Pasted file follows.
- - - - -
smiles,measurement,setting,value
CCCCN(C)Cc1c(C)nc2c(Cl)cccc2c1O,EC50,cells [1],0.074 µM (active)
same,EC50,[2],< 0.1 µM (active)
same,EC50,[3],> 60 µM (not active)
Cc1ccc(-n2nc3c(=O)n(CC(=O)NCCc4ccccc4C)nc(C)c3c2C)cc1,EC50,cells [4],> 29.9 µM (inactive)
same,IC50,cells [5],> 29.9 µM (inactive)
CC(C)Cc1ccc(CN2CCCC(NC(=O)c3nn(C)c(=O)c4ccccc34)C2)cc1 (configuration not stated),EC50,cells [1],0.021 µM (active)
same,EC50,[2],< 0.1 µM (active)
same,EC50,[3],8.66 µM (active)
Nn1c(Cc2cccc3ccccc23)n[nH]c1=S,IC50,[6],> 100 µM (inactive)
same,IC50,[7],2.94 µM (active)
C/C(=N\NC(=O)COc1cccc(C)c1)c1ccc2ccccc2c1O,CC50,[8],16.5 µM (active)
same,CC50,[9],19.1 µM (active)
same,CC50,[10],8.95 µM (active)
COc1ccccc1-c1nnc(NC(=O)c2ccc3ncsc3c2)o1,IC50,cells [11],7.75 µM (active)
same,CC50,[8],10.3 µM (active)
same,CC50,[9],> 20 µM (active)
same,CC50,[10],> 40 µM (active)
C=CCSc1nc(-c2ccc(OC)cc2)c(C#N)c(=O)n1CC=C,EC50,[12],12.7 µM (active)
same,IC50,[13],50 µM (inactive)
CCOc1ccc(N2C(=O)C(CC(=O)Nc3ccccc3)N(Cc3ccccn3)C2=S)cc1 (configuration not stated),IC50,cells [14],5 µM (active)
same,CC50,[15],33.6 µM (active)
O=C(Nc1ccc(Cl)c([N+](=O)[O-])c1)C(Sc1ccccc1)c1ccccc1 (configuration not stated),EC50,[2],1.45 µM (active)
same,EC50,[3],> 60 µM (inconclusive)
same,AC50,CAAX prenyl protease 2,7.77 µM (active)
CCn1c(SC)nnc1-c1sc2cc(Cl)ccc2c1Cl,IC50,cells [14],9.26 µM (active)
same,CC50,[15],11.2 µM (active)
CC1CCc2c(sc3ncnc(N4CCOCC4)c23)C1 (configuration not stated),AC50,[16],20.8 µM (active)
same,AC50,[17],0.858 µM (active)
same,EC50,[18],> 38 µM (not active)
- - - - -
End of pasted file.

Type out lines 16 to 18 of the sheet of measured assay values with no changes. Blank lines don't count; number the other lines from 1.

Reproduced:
same,CC50,[8],10.3 µM (active)
same,CC50,[9],> 20 µM (active)
same,CC50,[10],> 40 µM (active)